Many fears are caused by ignorance because people are scared of what they don’t know. The reason for this is simple.
When your brain is only given a few pieces of information it tends to fill in the rest of the details by itself.
For example, when you look at a picture on a computer screen, what you are actually seeing is a series of tiny dots. However, because the dots are so small, your brain fills in the gaps and you see it as a complete picture.
A 2005 poll of U.S. teenagers revealed the power that emotion can have in searing fear-filled memories deeply; despite the teens' limited direct experience, terrorist attacks, war, and nuclear war held top-ten berths in a list of fears.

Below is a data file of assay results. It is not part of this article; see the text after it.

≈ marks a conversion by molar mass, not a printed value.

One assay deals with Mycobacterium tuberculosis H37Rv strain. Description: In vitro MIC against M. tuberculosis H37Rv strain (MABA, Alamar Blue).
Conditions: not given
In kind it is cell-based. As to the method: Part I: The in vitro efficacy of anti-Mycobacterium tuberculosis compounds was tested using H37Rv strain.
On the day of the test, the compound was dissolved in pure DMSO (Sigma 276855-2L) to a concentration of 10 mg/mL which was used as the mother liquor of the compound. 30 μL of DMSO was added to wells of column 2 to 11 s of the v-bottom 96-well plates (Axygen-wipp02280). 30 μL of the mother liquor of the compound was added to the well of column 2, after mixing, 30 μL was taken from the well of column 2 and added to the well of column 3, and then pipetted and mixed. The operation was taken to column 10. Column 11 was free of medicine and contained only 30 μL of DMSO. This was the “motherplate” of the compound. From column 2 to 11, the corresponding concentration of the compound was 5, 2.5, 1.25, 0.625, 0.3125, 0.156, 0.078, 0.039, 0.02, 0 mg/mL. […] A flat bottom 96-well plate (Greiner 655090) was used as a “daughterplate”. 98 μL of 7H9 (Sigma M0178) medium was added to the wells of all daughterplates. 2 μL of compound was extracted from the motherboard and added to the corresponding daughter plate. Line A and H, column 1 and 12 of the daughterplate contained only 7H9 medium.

This finding hints at a phenomenon that Hadjikhani and her colleagues study: the contagion of fear. In her research, Hadjikhani has found that humans, like other animals, can experience fear indirectly, the result of another's glance or muscle tensing, or, on a larger scale, that electric connection that turns a milling crowd into a stampeding throng.
People are hard-wired to respond to danger. It's actually an ancient system, often called the reptilian brain, honed over centuries to keep us safe.
We hear a scream and instantly, without conscious thought, our autonomic nervous system sends a signal from our senses to the fear center of the brain, the amygdala.
Hormones such as cortisol and adrenaline jump-start our body -- the heart starts to race, breathing comes more quickly and sweat breaks out. We're ready to flee or fight.